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Melatonin Ameliorates Autophagy Impairment in a Metabolic Syndrome Model

Adrián Santos-Ledo et al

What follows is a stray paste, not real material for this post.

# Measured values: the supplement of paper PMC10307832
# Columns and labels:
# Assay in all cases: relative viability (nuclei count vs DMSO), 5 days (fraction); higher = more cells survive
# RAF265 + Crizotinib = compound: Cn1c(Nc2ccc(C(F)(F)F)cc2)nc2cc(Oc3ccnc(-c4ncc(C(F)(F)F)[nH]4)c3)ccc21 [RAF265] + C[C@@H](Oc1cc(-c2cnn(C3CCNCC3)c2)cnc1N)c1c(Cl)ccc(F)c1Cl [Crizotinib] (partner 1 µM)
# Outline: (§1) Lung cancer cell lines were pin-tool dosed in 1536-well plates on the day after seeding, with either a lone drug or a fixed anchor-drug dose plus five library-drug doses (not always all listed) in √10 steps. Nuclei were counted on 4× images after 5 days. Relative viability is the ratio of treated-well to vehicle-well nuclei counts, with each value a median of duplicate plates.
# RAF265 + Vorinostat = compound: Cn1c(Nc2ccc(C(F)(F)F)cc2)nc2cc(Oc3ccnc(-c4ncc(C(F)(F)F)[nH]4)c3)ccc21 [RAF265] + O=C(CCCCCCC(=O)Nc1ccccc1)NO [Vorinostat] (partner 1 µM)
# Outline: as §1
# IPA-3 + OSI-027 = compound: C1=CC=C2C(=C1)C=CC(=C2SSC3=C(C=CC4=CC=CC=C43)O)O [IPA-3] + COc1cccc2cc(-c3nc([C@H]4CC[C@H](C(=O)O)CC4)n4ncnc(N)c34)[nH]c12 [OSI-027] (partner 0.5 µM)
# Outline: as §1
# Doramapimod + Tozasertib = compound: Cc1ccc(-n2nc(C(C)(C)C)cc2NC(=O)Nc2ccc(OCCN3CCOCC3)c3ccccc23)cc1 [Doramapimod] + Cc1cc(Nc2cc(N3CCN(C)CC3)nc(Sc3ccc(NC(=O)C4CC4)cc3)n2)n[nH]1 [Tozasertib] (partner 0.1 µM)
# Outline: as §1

Metabolic syndrome is a global health problem in adults and its prevalence among children and adolescents is rising. It is strongly linked to a lifestyle with high-caloric food, which causes obesity and lipid metabolism anomalies. Molecular damage due to excessive oxidative stress plays a major role during the development of metabolic syndrome complications. Among the different hormones, melatonin presents strong antioxidant properties, and it is used to treat metabolic diseases. However, there is not a consensus about its use as a metabolic syndrome treatment. The aim of this study was to identify melatonin effects in a metabolic syndrome model. Golden hamsters were fed with 60% fructose-enriched food to induce metabolic syndrome and were compared to hamsters fed with regular chow diet. Both groups were also treated with melatonin. Fructose-fed hamsters showed altered blood lipid levels (increased cholesterol and LDL) and phenotypes restored with the melatonin treatment. The Harderian gland (HG), which is an ideal model to study autophagy modulation through oxidative stress, was the organ that was most affected by a fructose diet. Redox balance was altered in fructose-fed HG, inducing autophagic activation. However, since LC3-II was not increased, the impairment must be in the last steps of autophagy. Lipophagy HG markers were also disturbed, contributing to the dyslipidemia. Melatonin treatment improved possible oxidative homeostasis through autophagic induction. All these results point to melatonin as a possible treatment of the metabolic syndrome.

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